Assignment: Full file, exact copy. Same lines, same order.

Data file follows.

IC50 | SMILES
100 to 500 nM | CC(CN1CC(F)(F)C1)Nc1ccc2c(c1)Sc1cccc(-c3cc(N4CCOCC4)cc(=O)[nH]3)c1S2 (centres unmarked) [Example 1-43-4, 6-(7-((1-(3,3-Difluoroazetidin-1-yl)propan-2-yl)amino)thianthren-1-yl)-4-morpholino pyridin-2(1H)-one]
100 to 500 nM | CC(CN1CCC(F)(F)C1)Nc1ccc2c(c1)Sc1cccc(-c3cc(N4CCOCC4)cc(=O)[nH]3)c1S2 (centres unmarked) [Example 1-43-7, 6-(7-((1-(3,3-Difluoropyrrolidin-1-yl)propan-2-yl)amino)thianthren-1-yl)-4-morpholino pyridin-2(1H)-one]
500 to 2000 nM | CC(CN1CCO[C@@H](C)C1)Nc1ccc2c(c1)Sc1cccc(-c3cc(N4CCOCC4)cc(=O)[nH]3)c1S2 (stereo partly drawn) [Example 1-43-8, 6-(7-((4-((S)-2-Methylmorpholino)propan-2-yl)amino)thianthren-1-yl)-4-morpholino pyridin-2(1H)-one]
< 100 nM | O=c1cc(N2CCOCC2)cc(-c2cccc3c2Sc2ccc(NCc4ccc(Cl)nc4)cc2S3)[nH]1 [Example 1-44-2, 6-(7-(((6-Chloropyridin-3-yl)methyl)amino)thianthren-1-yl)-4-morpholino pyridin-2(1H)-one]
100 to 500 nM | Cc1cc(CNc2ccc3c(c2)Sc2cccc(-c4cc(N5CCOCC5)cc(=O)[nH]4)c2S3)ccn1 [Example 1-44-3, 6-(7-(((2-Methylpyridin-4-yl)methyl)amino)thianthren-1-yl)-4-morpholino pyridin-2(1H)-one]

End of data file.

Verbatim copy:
IC50 | SMILES
100 to 500 nM | CC(CN1CC(F)(F)C1)Nc1ccc2c(c1)Sc1cccc(-c3cc(N4CCOCC4)cc(=O)[nH]3)c1S2 (centres unmarked) [Example 1-43-4, 6-(7-((1-(3,3-Difluoroazetidin-1-yl)propan-2-yl)amino)thianthren-1-yl)-4-morpholino pyridin-2(1H)-one]
100 to 500 nM | CC(CN1CCC(F)(F)C1)Nc1ccc2c(c1)Sc1cccc(-c3cc(N4CCOCC4)cc(=O)[nH]3)c1S2 (centres unmarked) [Example 1-43-7, 6-(7-((1-(3,3-Difluoropyrrolidin-1-yl)propan-2-yl)amino)thianthren-1-yl)-4-morpholino pyridin-2(1H)-one]
500 to 2000 nM | CC(CN1CCO[C@@H](C)C1)Nc1ccc2c(c1)Sc1cccc(-c3cc(N4CCOCC4)cc(=O)[nH]3)c1S2 (stereo partly drawn) [Example 1-43-8, 6-(7-((4-((S)-2-Methylmorpholino)propan-2-yl)amino)thianthren-1-yl)-4-morpholino pyridin-2(1H)-one]
< 100 nM | O=c1cc(N2CCOCC2)cc(-c2cccc3c2Sc2ccc(NCc4ccc(Cl)nc4)cc2S3)[nH]1 [Example 1-44-2, 6-(7-(((6-Chloropyridin-3-yl)methyl)amino)thianthren-1-yl)-4-morpholino pyridin-2(1H)-one]
100 to 500 nM | Cc1cc(CNc2ccc3c(c2)Sc2cccc(-c4cc(N5CCOCC5)cc(=O)[nH]4)c2S3)ccn1 [Example 1-44-3, 6-(7-(((2-Methylpyridin-4-yl)methyl)amino)thianthren-1-yl)-4-morpholino pyridin-2(1H)-one]